Rumor and Its Effects

Rumor is an unsubstantiated story that spreads from person to person by word of mouth, usually without any evidence. It is often a mix of truth and falsehood. Rumors can affect crowd behavior for good or for ill. For example, a rumor about an upcoming natural disaster might cause people to evacuate their homes. Other rumors may provoke riots.

Researchers have studied rumor from different perspectives, including psychology, sociology and communication studies. Some early studies focused on the role of rumor in wartime and other crisis situations. More recent studies use social media to collect data about rumor spreading and its consequences.

Rumors can be created by people who are anxious, either because of their personality or their situation. People with an anxious personality or who are in anxiety-lifting situations are more likely to create rumors to relieve their feelings of insecurity. Other factors that influence rumor creation include information importance and ambiguity. Rumors that are highly relevant to a person’s life and those that contain a lot of ambiguity tend to have more credibility than rumors about trivial things or things that are not well understood.

The popularity of the Internet has made it easy for rumors to spread. When someone says something that sounds interesting, it is easy for others to share the information with their friends and family members through email, text messaging and on social networking websites. Some rumors are very serious, while others are playful. It is important for people to understand that a rumor can have significant consequences, even though the rumor might not be true.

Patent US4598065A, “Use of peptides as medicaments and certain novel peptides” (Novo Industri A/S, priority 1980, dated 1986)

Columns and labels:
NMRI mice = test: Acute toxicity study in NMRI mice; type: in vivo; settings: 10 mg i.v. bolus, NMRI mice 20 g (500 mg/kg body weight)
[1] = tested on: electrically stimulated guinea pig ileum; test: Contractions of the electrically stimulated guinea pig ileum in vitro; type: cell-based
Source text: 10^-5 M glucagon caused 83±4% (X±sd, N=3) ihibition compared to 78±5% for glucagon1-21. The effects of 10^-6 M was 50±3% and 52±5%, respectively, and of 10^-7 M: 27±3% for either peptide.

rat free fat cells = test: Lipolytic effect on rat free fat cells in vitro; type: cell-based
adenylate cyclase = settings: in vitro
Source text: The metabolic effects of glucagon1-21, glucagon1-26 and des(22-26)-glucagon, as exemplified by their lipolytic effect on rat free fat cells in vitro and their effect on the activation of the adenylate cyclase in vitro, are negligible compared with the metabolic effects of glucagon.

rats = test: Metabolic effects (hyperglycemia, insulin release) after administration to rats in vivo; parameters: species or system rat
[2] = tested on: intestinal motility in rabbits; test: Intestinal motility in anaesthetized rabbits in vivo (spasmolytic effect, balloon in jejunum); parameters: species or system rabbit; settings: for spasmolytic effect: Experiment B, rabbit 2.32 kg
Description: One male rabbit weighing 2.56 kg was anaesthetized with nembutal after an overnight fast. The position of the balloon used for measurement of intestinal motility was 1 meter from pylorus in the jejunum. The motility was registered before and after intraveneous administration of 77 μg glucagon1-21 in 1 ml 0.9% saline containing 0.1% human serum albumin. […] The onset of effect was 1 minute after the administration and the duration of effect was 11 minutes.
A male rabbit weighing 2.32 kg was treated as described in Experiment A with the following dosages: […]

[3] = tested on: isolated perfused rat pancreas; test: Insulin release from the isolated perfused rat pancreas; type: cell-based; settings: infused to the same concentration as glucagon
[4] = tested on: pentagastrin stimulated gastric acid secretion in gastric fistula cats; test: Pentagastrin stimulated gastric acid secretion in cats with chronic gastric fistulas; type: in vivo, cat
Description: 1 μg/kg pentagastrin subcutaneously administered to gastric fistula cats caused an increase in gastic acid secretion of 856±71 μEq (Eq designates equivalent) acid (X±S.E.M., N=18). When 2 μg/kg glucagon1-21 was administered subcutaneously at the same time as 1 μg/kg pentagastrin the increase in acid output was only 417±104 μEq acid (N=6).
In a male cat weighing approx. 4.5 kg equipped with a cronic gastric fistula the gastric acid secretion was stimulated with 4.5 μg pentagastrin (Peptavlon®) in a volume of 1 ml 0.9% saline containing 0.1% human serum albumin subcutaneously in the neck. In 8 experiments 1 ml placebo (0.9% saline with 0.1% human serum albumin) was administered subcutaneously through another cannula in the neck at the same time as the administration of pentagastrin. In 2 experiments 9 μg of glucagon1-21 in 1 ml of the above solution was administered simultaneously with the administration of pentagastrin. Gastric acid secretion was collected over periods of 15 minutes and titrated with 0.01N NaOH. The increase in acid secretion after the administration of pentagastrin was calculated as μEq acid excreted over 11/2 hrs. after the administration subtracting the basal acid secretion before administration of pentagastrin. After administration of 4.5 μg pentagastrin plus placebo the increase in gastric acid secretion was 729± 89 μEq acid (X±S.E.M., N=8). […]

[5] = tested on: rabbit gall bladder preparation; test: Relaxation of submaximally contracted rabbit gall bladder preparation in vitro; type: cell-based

Although it is not always possible to tell the difference between a true and a rumor, most experts agree that a rumor is one that is spread by word of mouth and has not been confirmed as factual. For example, students might hear teachers discussing the possibility of an early dismissal before it actually occurs, and this would be considered a rumor until the school confirms it.

In a study that examined the effects of a rumor, psychologists asked one subject to pass on a story to another subject in their classroom. Then they measured how many details each person remembered. The results showed that the first subject remembered about 12 details, but when subject 2 heard the rumor, they only remembered about four. This is an example of a rumor that was “sharpened” by the process of repetition.

Researchers studying rumors in social media have used Twitter as their data collection tool. For instance, Takayasu et al. studied the spread of a rumor following the 2011 Japan earthquake that claimed rain could contain harmful chemicals. They looked at retweets of early tweets that reported the rumor and later tweets that debunked it. They found that when a rumor is debunked, the number of messages denying the rumor increases but does not always exceed the number of messages supporting it. The reason for this is that a number of skeptical users emerge after the rumor is resolved.